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Boards should run the banks, not regulators

One major lesson from the economic bubble and ensuing credit crunch is that banks and other institutions cannot fulfil their corporate governance responsibilities effectively until their boards take ownership of strategy and the valuation of strategy, and conduct "strategy audits" in the same way they are required to audit financial accounts.

The Financial Services Authority's new code on how major banks should implement and maintain remuneration policies consistent with effective risk management are a significant step if we are to avoid a repeat of the financial crisis. The FSA found that there was excessive focus in pay on short term results and on metrics that were not risk-adjusted.

Linking bankers' pay more closely with long-term risk-adjusted performance is all part of a continuing process to highlight measurement of a firm’s strategy and strategic value alongside measures of accounting value and market value. Each has a role within the framework of a holistic approach to corporate governance.

Less than a year after the banking system nearly collapsed, it remains clear that some of the City’s biggest institutions were highly dysfunctional in their approach to corporate governance. Sir David Walker’s recent review of governance in UK banks concludes there was significant failure by non-executive directors, who did not see the risks that were coming up or monitor them adequately. He concludes that non-executive directors need to become more expert and better informed, more challenging and less collegial, and to devote more time to the job.

In any organisation, good governance centres on control through rigorous scrutiny of the current and future strategy and the financial consequences for stakeholders. Yet when it comes to strategy and the valuation of strategy, too many boards are seduced into endorsing corporate action by faith in executive prowess, rather than making sound strategic and financial judgements of their own.

Welcome as are Sir David’s recommendations about board challenge and the establishment of board risk committees, and the FSA’s about the new responsibilities of remuneration committees, banks and other institutions cannot fulfil their governance responsibilities effectively until their boards take ownership of strategy and the valuation of strategy, and conduct "strategy audits" in the same way they are required to audit financial accounts.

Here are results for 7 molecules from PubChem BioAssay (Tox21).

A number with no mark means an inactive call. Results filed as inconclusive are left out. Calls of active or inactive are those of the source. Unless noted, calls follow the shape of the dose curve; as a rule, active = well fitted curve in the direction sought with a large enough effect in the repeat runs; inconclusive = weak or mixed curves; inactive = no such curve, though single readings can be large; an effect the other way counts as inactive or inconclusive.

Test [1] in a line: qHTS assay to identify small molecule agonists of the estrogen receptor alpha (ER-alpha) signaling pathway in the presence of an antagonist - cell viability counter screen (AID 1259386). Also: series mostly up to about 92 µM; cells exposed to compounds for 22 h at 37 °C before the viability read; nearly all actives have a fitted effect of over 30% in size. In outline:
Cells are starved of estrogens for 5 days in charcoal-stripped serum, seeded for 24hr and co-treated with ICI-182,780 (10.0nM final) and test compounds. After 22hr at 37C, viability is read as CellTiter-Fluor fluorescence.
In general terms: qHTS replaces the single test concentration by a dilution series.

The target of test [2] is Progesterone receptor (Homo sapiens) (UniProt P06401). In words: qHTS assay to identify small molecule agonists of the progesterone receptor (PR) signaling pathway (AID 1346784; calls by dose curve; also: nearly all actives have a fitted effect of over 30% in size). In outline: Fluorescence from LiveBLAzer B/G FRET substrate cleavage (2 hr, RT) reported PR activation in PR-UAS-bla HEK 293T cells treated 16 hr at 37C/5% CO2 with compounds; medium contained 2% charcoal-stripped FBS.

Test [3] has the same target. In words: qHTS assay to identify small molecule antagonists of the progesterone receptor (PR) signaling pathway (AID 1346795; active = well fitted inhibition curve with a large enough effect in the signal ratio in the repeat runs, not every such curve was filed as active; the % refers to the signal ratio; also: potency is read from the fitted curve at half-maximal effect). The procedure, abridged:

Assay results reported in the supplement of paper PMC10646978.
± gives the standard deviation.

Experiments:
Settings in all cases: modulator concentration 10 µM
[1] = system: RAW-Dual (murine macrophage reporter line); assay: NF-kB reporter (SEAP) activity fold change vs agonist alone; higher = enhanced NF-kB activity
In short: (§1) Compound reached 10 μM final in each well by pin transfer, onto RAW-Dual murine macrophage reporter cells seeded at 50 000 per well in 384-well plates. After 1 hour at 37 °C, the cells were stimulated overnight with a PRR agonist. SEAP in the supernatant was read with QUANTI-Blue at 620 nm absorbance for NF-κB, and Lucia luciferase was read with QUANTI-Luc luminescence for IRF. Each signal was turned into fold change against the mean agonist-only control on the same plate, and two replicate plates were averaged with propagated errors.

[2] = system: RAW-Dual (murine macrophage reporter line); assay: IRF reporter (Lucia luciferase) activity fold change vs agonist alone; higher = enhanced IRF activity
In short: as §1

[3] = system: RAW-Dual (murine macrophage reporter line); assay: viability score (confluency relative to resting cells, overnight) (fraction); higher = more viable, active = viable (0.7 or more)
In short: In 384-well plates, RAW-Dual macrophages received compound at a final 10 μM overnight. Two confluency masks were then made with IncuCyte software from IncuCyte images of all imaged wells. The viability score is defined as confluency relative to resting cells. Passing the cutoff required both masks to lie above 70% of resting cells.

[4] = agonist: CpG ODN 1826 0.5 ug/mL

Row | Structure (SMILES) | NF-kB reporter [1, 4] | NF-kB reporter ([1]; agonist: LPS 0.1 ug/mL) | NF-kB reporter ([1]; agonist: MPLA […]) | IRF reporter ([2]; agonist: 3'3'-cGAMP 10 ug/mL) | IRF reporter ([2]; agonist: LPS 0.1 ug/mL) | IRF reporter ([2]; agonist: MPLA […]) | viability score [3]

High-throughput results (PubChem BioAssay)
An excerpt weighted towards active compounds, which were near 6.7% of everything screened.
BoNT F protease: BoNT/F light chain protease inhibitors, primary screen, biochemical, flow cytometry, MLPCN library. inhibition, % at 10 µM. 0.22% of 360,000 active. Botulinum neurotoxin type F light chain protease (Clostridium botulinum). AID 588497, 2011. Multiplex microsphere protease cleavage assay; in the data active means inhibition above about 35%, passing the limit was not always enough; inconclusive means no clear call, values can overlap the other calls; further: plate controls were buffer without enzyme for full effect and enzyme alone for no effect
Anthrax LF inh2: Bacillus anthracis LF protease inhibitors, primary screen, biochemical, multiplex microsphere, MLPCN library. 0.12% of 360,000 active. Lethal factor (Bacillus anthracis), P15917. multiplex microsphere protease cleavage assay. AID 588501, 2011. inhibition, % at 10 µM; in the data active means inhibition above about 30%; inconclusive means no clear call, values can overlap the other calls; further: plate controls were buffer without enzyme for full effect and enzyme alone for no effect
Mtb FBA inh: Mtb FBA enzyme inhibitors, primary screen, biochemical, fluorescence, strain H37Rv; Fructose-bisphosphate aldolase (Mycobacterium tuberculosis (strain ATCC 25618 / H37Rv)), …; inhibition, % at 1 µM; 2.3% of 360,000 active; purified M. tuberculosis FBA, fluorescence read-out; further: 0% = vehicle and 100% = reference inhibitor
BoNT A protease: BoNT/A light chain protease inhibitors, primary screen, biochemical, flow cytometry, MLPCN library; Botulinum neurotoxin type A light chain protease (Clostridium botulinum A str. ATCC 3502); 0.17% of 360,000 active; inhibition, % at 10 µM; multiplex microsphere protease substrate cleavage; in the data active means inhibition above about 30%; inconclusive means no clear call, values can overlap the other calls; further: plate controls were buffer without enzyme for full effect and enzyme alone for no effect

Effective board strategy audit would have helped mitigate much of the shareholder and taxpayer value destruction caused by the banking crisis. For example, it was RBS’s and Lloyds TSB’s ill-conceived acquisition strategies that led to the need for taxpayer bail-out, rather than the underlying financial health of each group prior to this course of action.

What we have seen are examples of "group think" where, at their worst, boards are content to tick boxes instead of individually and collectively taking responsibility to challenge and systematically “audit” strategy in the interests of shareholders, customers and other stakeholders.

One major lesson from the economic bubble and ensuing credit crunch is the need for boards to focus on strategy and strategic valuation as an integral part of corporate governance.

The Combined Code on corporate governance requires companies to look at financial accounting issues and at their relationship with the market. It does not identify strategy and strategic value or require that boards are well versed in it or take full ownership of it. The assumption must be either that boards do so naturally and well, or that strategic value is not as important a factor in entrepreneurial management as market value and financial accounting value. Neither position is, in my view, correct.

Strategic planning as practised in many organisations tends to turn a vital concept into a bureaucratic process, the outcome of which is often what the CEO wants to see. Many boards have strategy committees, but they often tend to be useful talking shops where excessively pre-packaged information, revealing interesting and persuasive logic but concealing genuine rigour, is routinely “rubber stamped”. Many boards lack access to the capability, analytical power or independence necessary to allow them to robustly challenge the strategy and its valuation as presented to them by the chief executive. Members are prevented from governing effectively as they are unable to develop an informed view owned by the board as a whole. The checks and balances needed for good governance are missing in this critical respect.

An important part of the solution, supporting the findings of Sir David Walker on governance and the FSA on remuneration, is for boards to audit the strategy and the strategic valuation of the firm. The audit should be carried out every two years (more frequently when the external environment is subject to especially rapid change) by a board that is competent to undertake the task and with the support of independent experts.

Strategy and the valuation of strategy are central to the good governance of the UK banking industry, and of companies generally. Strategy audit should take its place alongside financial audit as an equally important and explicit requirement.